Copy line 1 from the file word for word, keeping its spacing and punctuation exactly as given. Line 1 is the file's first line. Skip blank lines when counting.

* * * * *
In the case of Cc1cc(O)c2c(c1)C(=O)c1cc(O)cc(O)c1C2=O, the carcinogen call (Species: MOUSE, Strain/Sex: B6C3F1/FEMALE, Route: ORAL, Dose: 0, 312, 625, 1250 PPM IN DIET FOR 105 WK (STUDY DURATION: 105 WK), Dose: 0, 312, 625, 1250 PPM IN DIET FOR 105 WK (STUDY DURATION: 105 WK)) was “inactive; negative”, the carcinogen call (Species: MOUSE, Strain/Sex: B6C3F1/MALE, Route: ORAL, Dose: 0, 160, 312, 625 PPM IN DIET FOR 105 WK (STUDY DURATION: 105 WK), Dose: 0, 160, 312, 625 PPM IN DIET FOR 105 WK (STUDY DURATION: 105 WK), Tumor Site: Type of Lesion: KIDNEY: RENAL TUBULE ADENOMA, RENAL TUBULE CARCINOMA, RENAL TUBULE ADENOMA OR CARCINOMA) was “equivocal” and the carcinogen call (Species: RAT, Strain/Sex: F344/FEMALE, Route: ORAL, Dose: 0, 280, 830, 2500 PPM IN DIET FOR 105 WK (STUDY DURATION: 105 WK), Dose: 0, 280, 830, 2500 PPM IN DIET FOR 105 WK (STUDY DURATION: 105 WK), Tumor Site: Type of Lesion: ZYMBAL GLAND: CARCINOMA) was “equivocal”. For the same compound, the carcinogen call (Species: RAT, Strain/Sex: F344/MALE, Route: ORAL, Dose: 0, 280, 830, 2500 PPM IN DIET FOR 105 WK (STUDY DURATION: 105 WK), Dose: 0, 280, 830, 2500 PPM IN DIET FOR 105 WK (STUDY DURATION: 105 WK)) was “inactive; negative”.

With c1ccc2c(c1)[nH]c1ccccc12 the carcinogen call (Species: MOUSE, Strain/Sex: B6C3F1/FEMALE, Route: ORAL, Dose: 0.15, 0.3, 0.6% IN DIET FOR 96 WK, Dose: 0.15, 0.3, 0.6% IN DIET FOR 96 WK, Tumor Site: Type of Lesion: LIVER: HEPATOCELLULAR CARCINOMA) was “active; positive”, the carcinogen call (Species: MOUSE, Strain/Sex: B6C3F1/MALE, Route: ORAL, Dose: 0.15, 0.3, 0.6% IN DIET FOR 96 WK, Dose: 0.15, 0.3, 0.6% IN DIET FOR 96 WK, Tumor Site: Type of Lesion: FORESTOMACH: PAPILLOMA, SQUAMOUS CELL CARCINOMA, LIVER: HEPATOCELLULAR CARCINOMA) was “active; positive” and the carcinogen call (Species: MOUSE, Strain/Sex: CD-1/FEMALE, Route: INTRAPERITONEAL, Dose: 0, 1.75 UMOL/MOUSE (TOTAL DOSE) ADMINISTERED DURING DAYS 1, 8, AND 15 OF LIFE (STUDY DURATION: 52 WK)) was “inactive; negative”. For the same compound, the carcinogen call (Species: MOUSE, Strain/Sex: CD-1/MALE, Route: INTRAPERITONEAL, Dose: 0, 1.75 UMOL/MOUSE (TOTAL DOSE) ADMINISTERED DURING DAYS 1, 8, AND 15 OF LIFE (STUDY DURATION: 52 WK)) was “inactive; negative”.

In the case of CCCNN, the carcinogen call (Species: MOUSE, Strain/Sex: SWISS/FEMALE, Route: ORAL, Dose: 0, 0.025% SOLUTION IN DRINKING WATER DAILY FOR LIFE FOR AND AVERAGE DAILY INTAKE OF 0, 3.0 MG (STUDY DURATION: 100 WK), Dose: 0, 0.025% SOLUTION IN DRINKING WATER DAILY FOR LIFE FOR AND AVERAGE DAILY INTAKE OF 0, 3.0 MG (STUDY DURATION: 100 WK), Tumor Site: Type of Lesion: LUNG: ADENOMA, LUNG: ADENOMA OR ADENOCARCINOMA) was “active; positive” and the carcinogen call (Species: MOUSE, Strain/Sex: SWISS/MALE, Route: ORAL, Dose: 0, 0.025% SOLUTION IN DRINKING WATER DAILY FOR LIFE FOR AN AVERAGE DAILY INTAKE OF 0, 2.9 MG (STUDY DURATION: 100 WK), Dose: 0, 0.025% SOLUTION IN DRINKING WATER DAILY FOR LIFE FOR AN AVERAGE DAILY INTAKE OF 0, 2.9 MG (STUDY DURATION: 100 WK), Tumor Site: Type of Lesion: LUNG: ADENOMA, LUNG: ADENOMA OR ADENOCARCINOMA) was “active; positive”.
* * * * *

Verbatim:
In the case of Cc1cc(O)c2c(c1)C(=O)c1cc(O)cc(O)c1C2=O, the carcinogen call (Species: MOUSE, Strain/Sex: B6C3F1/FEMALE, Route: ORAL, Dose: 0, 312, 625, 1250 PPM IN DIET FOR 105 WK (STUDY DURATION: 105 WK), Dose: 0, 312, 625, 1250 PPM IN DIET FOR 105 WK (STUDY DURATION: 105 WK)) was “inactive; negative”, the carcinogen call (Species: MOUSE, Strain/Sex: B6C3F1/MALE, Route: ORAL, Dose: 0, 160, 312, 625 PPM IN DIET FOR 105 WK (STUDY DURATION: 105 WK), Dose: 0, 160, 312, 625 PPM IN DIET FOR 105 WK (STUDY DURATION: 105 WK), Tumor Site: Type of Lesion: KIDNEY: RENAL TUBULE ADENOMA, RENAL TUBULE CARCINOMA, RENAL TUBULE ADENOMA OR CARCINOMA) was “equivocal” and the carcinogen call (Species: RAT, Strain/Sex: F344/FEMALE, Route: ORAL, Dose: 0, 280, 830, 2500 PPM IN DIET FOR 105 WK (STUDY DURATION: 105 WK), Dose: 0, 280, 830, 2500 PPM IN DIET FOR 105 WK (STUDY DURATION: 105 WK), Tumor Site: Type of Lesion: ZYMBAL GLAND: CARCINOMA) was “equivocal”. For the same compound, the carcinogen call (Species: RAT, Strain/Sex: F344/MALE, Route: ORAL, Dose: 0, 280, 830, 2500 PPM IN DIET FOR 105 WK (STUDY DURATION: 105 WK), Dose: 0, 280, 830, 2500 PPM IN DIET FOR 105 WK (STUDY DURATION: 105 WK)) was “inactive; negative”.